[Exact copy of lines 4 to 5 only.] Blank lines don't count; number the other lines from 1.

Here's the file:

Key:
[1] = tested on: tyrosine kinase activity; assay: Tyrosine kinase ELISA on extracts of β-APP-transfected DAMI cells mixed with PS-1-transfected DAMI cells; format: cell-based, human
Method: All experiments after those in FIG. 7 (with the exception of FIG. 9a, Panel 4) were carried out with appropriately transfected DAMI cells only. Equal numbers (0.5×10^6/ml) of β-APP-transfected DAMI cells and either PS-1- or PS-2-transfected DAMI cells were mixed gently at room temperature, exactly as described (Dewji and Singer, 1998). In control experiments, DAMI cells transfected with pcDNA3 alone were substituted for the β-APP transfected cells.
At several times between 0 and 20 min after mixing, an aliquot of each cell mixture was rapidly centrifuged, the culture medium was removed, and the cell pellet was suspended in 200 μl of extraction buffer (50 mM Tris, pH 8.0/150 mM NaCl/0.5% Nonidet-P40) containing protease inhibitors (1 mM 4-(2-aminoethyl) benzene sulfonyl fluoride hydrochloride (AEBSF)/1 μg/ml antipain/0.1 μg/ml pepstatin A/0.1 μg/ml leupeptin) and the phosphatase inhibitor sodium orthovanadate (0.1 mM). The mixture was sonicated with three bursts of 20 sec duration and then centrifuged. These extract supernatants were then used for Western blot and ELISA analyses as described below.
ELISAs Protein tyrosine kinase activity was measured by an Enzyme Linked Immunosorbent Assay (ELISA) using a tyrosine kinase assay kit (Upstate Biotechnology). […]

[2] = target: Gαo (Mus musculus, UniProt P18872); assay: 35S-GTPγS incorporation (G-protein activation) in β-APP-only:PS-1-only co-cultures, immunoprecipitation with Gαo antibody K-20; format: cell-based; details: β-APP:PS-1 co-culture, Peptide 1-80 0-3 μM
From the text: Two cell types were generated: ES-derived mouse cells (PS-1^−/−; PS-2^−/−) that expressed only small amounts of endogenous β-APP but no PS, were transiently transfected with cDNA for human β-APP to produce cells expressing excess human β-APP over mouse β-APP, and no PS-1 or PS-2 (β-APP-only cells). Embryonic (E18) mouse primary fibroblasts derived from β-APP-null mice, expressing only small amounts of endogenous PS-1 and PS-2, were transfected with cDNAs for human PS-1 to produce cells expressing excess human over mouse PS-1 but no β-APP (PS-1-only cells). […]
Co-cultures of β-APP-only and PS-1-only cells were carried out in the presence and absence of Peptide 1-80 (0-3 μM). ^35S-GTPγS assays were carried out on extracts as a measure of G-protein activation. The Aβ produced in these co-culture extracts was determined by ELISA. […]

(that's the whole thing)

At several times between 0 and 20 min after mixing, an aliquot of each cell mixture was rapidly centrifuged, the culture medium was removed, and the cell pellet was suspended in 200 μl of extraction buffer (50 mM Tris, pH 8.0/150 mM NaCl/0.5% Nonidet-P40) containing protease inhibitors (1 mM 4-(2-aminoethyl) benzene sulfonyl fluoride hydrochloride (AEBSF)/1 μg/ml antipain/0.1 μg/ml pepstatin A/0.1 μg/ml leupeptin) and the phosphatase inhibitor sodium orthovanadate (0.1 mM). The mixture was sonicated with three bursts of 20 sec duration and then centrifuged. These extract supernatants were then used for Western blot and ELISA analyses as described below.
ELISAs Protein tyrosine kinase activity was measured by an Enzyme Linked Immunosorbent Assay (ELISA) using a tyrosine kinase assay kit (Upstate Biotechnology). […]